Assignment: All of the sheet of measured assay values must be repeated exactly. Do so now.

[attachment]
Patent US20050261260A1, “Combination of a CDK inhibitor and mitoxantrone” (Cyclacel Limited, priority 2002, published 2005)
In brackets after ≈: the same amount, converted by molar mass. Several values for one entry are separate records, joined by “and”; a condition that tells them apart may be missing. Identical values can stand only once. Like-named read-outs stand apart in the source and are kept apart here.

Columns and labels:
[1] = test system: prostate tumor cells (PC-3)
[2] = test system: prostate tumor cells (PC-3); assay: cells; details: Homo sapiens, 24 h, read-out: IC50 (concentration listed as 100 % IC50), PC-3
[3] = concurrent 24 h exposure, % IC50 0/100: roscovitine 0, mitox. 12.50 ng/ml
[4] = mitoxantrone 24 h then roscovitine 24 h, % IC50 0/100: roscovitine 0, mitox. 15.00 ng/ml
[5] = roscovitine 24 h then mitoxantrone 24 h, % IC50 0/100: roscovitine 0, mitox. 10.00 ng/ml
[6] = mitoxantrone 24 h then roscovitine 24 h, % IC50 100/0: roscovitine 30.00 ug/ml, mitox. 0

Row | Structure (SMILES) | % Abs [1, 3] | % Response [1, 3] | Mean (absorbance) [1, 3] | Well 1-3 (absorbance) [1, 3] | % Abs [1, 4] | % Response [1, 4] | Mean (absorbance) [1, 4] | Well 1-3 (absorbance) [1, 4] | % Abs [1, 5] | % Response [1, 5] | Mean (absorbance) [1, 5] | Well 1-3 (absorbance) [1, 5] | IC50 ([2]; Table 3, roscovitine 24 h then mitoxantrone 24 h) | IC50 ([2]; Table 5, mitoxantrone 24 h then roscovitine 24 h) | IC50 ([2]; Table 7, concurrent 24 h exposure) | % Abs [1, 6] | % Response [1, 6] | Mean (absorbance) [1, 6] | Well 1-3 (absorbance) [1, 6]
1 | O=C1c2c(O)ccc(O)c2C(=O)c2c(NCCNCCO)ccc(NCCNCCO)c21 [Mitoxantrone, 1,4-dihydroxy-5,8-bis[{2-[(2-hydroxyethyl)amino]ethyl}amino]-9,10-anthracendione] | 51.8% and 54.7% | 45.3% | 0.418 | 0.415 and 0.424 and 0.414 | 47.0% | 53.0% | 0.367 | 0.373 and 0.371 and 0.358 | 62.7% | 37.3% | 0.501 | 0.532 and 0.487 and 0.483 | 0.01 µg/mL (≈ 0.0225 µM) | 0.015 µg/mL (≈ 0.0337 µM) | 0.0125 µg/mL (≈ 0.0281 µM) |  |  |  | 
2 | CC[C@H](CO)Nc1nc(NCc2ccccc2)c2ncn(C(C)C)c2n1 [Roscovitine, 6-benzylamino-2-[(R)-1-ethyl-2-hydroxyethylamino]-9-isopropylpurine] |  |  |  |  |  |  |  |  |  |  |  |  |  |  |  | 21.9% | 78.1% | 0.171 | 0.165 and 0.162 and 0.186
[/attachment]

Patent US20050261260A1, “Combination of a CDK inhibitor and mitoxantrone” (Cyclacel Limited, priority 2002, published 2005)
In brackets after ≈: the same amount, converted by molar mass. Several values for one entry are separate records, joined by “and”; a condition that tells them apart may be missing. Identical values can stand only once. Like-named read-outs stand apart in the source and are kept apart here.

Columns and labels:
[1] = test system: prostate tumor cells (PC-3)
[2] = test system: prostate tumor cells (PC-3); assay: cells; details: Homo sapiens, 24 h, read-out: IC50 (concentration listed as 100 % IC50), PC-3
[3] = concurrent 24 h exposure, % IC50 0/100: roscovitine 0, mitox. 12.50 ng/ml
[4] = mitoxantrone 24 h then roscovitine 24 h, % IC50 0/100: roscovitine 0, mitox. 15.00 ng/ml
[5] = roscovitine 24 h then mitoxantrone 24 h, % IC50 0/100: roscovitine 0, mitox. 10.00 ng/ml
[6] = mitoxantrone 24 h then roscovitine 24 h, % IC50 100/0: roscovitine 30.00 ug/ml, mitox. 0

Row | Structure (SMILES) | % Abs [1, 3] | % Response [1, 3] | Mean (absorbance) [1, 3] | Well 1-3 (absorbance) [1, 3] | % Abs [1, 4] | % Response [1, 4] | Mean (absorbance) [1, 4] | Well 1-3 (absorbance) [1, 4] | % Abs [1, 5] | % Response [1, 5] | Mean (absorbance) [1, 5] | Well 1-3 (absorbance) [1, 5] | IC50 ([2]; Table 3, roscovitine 24 h then mitoxantrone 24 h) | IC50 ([2]; Table 5, mitoxantrone 24 h then roscovitine 24 h) | IC50 ([2]; Table 7, concurrent 24 h exposure) | % Abs [1, 6] | % Response [1, 6] | Mean (absorbance) [1, 6] | Well 1-3 (absorbance) [1, 6]
1 | O=C1c2c(O)ccc(O)c2C(=O)c2c(NCCNCCO)ccc(NCCNCCO)c21 [Mitoxantrone, 1,4-dihydroxy-5,8-bis[{2-[(2-hydroxyethyl)amino]ethyl}amino]-9,10-anthracendione] | 51.8% and 54.7% | 45.3% | 0.418 | 0.415 and 0.424 and 0.414 | 47.0% | 53.0% | 0.367 | 0.373 and 0.371 and 0.358 | 62.7% | 37.3% | 0.501 | 0.532 and 0.487 and 0.483 | 0.01 µg/mL (≈ 0.0225 µM) | 0.015 µg/mL (≈ 0.0337 µM) | 0.0125 µg/mL (≈ 0.0281 µM) |  |  |  | 
2 | CC[C@H](CO)Nc1nc(NCc2ccccc2)c2ncn(C(C)C)c2n1 [Roscovitine, 6-benzylamino-2-[(R)-1-ethyl-2-hydroxyethylamino]-9-isopropylpurine] |  |  |  |  |  |  |  |  |  |  |  |  |  |  |  | 21.9% | 78.1% | 0.171 | 0.165 and 0.162 and 0.186